What Makers Do

conference call hack - turn two phones head-to-tail, and nobody has to call back on another line

conference call hack - quicker than having one of them

call back on the other line

   Makers do two basic things: They recover old crafts, and they figure out how to do new stuff. So a Maker Space is part school and part laboratory. Makers are both learning and doing, and they must learn skills in order to make stuff. Often, they’re working with supplies or components that are old and cheap, but it is specifically this low entry threshold that makes what they’re doing so accessible and empowering, as they hack and crack their way under the hoods of disciplines as diverse as cooking, computers, sewing, and rocketry.

Why They Do It

Makeshop Miami Makers at work

   Actually, you should ask one of them why they do it, as you’ll get some interesting answers. But at their core, Makers are a lot like the free bird above. While the rest of us might be more like the birds caged inside, comfortable and out of the elements because we’re supported by all our complex systems from air conditioning to the industrial food chain, makers relish getting outdoors. And in the process of learning the skills they learn and figuring out the things they’re discovering, they become much more robust and resilient as they become acclimated to the inner workings of things the rest of us take for granted.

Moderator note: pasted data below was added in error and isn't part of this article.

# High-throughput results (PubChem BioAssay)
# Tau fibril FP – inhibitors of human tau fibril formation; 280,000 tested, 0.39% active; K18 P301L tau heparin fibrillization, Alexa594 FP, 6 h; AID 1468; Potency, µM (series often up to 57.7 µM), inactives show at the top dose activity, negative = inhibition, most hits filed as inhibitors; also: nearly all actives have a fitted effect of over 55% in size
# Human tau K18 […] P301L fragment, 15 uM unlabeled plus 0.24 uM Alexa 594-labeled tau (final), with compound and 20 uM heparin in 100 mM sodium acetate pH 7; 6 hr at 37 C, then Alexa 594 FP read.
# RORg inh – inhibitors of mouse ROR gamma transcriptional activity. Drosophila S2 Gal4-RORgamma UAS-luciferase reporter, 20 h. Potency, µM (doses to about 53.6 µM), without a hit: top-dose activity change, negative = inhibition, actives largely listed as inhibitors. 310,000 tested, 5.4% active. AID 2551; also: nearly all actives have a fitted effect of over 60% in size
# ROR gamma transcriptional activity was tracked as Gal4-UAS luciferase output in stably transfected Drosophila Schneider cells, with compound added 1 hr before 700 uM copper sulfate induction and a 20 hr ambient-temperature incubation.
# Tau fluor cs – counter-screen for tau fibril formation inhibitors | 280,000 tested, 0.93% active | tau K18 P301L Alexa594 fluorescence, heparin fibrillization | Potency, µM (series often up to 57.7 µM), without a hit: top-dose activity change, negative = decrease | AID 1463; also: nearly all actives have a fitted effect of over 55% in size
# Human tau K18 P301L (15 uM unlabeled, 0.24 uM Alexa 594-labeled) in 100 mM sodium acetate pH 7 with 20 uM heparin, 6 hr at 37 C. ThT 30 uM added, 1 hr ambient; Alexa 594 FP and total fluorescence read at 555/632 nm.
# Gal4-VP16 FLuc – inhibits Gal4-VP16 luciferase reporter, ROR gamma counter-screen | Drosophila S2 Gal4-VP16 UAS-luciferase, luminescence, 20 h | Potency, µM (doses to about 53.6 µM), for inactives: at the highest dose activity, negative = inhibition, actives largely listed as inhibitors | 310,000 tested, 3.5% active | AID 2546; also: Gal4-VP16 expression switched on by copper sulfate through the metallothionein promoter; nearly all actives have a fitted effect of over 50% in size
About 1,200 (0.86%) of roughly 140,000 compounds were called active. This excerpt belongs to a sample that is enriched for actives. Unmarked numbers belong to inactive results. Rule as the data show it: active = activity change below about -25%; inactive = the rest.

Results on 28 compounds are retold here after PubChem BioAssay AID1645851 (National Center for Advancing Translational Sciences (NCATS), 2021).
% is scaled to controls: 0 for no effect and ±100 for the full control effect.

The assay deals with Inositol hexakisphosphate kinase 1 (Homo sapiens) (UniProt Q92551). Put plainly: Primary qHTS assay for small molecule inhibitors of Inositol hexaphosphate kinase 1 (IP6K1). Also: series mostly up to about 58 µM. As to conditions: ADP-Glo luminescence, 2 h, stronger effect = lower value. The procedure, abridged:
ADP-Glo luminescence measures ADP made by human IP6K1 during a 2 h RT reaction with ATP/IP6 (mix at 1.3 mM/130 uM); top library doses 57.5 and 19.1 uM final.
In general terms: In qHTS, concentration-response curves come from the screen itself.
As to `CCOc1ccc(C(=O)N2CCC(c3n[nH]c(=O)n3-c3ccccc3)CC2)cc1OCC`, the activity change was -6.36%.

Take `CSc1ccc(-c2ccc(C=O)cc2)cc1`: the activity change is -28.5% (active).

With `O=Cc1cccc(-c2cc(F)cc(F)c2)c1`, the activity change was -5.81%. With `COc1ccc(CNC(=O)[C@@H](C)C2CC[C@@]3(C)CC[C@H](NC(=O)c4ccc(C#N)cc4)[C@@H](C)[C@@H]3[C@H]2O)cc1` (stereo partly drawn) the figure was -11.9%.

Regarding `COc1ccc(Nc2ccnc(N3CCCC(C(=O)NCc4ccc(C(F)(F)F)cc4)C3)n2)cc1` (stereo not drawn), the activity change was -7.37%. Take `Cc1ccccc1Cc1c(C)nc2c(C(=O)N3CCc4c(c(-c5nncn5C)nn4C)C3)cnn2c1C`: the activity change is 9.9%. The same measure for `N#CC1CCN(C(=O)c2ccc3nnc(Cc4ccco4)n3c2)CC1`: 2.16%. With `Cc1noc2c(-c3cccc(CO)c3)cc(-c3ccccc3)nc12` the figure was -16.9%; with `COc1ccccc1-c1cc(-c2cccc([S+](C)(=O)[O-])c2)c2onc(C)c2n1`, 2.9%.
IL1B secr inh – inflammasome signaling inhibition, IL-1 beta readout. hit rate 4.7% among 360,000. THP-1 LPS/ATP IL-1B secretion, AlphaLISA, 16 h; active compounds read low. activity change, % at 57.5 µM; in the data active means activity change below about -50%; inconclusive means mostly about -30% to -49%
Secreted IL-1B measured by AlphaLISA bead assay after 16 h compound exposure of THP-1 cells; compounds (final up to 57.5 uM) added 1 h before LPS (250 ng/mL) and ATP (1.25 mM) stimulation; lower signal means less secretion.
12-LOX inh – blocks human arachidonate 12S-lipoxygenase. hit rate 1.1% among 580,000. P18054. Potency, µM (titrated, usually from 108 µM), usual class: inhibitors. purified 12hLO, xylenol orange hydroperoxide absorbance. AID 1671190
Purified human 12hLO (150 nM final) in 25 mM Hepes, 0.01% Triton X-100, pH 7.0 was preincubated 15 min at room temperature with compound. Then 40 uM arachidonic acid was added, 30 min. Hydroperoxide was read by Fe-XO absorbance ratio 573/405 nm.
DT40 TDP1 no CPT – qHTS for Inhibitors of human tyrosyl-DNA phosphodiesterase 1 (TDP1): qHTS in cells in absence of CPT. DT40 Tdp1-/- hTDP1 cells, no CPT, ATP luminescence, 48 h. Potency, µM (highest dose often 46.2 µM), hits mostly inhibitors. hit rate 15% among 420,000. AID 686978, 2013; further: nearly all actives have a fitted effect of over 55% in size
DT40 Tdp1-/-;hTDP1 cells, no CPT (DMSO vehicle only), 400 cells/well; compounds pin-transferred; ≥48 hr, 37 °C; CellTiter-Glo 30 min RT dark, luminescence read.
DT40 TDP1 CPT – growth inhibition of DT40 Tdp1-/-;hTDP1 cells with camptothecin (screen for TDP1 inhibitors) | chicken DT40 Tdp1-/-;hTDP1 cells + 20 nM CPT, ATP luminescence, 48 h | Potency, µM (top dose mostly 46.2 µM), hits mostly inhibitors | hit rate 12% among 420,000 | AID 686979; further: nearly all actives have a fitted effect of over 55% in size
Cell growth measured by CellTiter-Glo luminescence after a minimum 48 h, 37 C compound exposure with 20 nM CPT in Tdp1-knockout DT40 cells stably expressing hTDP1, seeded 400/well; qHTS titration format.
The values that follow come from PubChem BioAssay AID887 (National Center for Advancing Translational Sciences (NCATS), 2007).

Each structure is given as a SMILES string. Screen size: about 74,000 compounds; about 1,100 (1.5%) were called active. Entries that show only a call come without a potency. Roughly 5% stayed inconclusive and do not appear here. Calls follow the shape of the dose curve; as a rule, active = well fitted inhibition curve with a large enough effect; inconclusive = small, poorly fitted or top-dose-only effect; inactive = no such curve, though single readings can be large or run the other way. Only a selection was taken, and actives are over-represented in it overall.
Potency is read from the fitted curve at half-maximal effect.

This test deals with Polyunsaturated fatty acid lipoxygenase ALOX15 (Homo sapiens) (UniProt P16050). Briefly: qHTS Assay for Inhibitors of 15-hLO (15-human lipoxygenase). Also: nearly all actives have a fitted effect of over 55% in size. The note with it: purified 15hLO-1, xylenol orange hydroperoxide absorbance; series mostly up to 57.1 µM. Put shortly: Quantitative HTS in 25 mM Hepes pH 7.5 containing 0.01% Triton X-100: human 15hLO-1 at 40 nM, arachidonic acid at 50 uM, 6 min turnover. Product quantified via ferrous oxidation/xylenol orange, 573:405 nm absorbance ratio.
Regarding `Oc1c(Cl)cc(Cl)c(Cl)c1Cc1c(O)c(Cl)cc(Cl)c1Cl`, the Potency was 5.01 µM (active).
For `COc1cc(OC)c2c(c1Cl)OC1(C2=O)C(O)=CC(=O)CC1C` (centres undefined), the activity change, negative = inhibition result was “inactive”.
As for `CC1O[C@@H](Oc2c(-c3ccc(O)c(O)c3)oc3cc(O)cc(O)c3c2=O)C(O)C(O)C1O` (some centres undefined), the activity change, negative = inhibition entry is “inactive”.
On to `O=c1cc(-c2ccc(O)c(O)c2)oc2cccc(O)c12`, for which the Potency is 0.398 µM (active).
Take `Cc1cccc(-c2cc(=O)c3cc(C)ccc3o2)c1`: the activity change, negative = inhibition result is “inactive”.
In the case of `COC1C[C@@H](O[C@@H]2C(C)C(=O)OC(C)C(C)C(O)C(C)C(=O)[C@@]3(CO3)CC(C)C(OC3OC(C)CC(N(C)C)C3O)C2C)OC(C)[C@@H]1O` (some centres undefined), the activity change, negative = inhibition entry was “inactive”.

Apple Logo stands backlit with cool blue-white neon against the corrugated concrete battlements of the Apple Store on Miami Beach's Lincoln Road, all set against the inky night sky

   Ask a random person on the street about innovation and how it is produced, and chances are, they’ll begin to tell you about companies like Apple that work with big budgets, the latest technology, strong corporate infrastructure, and maybe piles of cash. This corporate sort of innovation depends on large power structures and massive infrastructure. Maker innovation is almost completely opposite. Budgets can be small or non-existent, often using found or donated materials. Technologies might be decades (or sometimes centuries) old. And while it’s completely impossible for one person to create a product like an iPhone on their own, almost all Maker innovation occurs in small groups that are often as tiny as a single person. Maker innovation removes the necessity of as many outside power structures as possible, depending often on little more than a roof overhead and electrical power.